Also included on this range-topping model is blind spot detection, Adaptive cruise control with traffic jam assist, traffic sign recognition and Crew Protect Assist, which quickly prepares the car in the event of a serious imminent crash or rollover. 

The Enyaq has been awarded a five star safety rating by Euro NCAP as a result, with strong scores across the board. 

Charging times: How much does it cost to charge the Skoda Enyaq iV vRS?

Skoda recently cranked up the maximum charging speed of all Enyaqs, meaning the Enyaq iV vRS is capable of up to 135kW speeds from a suitable charger.

Skoda Enyaq vRS Review 2023 touchscreen

That 135kW speed (up from 125kWs on older Skoda Enyaq 80s) allows an 80% battery top-up in just under 30 minutes. That's on paper at least, but in reality charging speeds can vary significantly depending on conditions and the charger itself.

Rapid charging such as this is also quite expensive at the time of writing, with many costing 65p per kWh (or more in some places). Do the sums and that 80% charge will cost nearly £40 - vastly more than home charging and, given the range it adds, not far off the cost of fuelling an equivalent petrol or diesel model. 

It's worth investing in a home wallbox for overnight charging. A 7kW unit will fully charge the Enyaq iV 60 in nine and a half hours, while the Enyaq iV 80 will be charged in 13 hours. Depending on your electricity rate, you can expect to pay around £10-15 to fully charge an Enyaq iV 60 at home, and £15-18 to top up an Enyaq iV 80 to max. 

The Skoda Enyaq iV is still a very new model, but we've had very few reports of issues from owners. It seems to be proving more reliable than the Volkswagen ID.3 – a car that was seemingly hurried into showrooms and plagued with software gremlins. 

Skoda as a brand performed fairly well in the 2022 Satisfaction Index, but has finished much higher in previous years. It's now sitting just above the middle ground of brands listed in the survey, in 13th place. 

Skoda has only revealed insurance groups for the Enyaq Coupe iV vRS, which sits in group 36. While that's not drastically high for a sporting model its noticeably more than a regular Enyaq iV 80 SportLine, which sits in insurance group 27. 

Pure-electric cars like the Skoda Enyaq iV vRS are currently exempt from road tax. That means you won't pay anything in tax for the Enyaq iV, at least until 2025 when the rules are set to change.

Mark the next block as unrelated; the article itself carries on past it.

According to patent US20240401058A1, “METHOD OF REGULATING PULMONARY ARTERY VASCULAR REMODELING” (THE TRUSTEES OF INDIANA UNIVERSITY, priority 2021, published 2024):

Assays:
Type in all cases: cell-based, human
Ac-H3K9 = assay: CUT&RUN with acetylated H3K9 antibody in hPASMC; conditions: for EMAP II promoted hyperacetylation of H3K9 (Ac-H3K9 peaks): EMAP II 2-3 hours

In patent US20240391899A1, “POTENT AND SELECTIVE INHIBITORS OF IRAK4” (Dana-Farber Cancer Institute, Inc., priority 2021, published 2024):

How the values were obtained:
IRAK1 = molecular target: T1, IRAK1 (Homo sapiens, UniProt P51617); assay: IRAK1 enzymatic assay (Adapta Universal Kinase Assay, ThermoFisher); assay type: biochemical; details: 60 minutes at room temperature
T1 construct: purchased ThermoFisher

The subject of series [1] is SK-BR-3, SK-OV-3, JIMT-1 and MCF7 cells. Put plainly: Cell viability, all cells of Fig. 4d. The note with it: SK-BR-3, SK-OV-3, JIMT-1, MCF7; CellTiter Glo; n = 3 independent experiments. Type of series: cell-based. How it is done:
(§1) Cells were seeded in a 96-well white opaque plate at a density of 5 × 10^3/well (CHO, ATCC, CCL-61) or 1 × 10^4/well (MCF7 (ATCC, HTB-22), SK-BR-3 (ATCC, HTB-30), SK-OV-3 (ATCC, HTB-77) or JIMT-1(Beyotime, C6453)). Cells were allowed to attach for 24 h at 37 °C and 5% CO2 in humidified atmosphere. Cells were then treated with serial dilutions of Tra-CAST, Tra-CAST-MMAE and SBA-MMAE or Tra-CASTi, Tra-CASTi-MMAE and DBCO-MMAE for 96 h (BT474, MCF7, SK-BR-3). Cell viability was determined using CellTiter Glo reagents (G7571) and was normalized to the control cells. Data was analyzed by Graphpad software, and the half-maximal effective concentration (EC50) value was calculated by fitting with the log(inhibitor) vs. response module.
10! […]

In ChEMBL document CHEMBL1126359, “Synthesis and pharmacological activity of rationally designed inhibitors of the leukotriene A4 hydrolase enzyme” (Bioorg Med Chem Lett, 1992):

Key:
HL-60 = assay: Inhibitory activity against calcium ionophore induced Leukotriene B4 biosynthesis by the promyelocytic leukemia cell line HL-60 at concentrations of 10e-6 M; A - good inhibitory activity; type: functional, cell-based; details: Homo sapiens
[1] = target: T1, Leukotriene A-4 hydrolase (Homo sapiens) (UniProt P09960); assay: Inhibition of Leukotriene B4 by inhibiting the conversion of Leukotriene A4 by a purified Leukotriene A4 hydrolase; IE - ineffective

How much should you be paying for a used Skoda Enyaq iV vRS?

"You pay a decent premium for the Skoda Enyaq iV vRS over the standard model, and we're not totally sure it's worth it."

Skoda Enyaq vRS Review 2023 wheel

At the time of writing the only Skoda Enyaq iV vRS available to order is the Coupe version, which is priced from £54,370. From mid-January 2023 the regular-bodied Enyaq vRS is available from £52,670. We can't see why anyone would pay the extra for the coupe, to be honest. 

That's a fairly steep price for any Skoda, even an electric one. And especially when you consider the Enyaq starts at under £39k. Though that price jump is easier to swallow when you think the previous range-topper, the 80x SportLine Plus, is £51,765.

That price also sits squarely next to the faster and nicer-driving Kia EV6 AWD, however, while being similar to an entry-level Ford Mustang Mach-e and pricier than the much faster dual-motor Polestar 2. Both the latter cars have a more premium air about them, too. 

Don't expect to see any used bargains with the Enyaq vRS for a while, as it only launched in early 2023. 

You get a good amount of standard equipment with the Skoda Enyaq iV vRS, making that the biggest reason to go for it. 

Standard kit includes 20-inch alloy wheels, Matrix LED headlights with the 'Crystal Face' lit up grille, part leather trim with perforations, specific dash and steering wheel trim, an electrically adjustable driver's seat with memory and electric lumbar, heated front sport seats, a heated steering wheel, ambient lighting, sat-nav and digital dials, wireless phone charging, three-zone climate control and aluminium pedals. 

Options include 21-inch alloys, an electrically retractable towbar, a head-up display, heated rear seats and a surround-view camera - although the latter is part of the pricey £4,280 'Maxx' package. 

Ask the heycar experts: common questions

The Skoda Enyaq iV starts from £38,970 in entry-level 60 form, rising to over £50k for the sporty variants. There's no longer a government grant in the UK to bring the price down.
The Skoda Enyaq iV 60 has an official WLTP combined range of 256 miles - that'll probably be just over 200 miles in the real-world depending on where and when you drive it. The Enyaq iV 80 variants (including the vRS) have an official range of 317-339 miles depending on version. Expect 250-300 miles in the real world.
The Skoda Enyaq is only about 50mm shorter than the Kodiaq SUV, although it is narrower and lower too. Unlike the Kodiaq there is no seven-seat version of the Enyaq offered, however.
The name of the new Skoda Enyaq comes from the Irish name ‘enya’, meaning ‘source of life’. Enya itself comes from the Irish Gaelic word ‘Eithne’, meaning ‘essence’, ‘spirit’ or ‘principle’. The added 'Q' on the end means its part of Skoda's SUV line-up, alongside the Kamiq, Karoq and Kodiaq.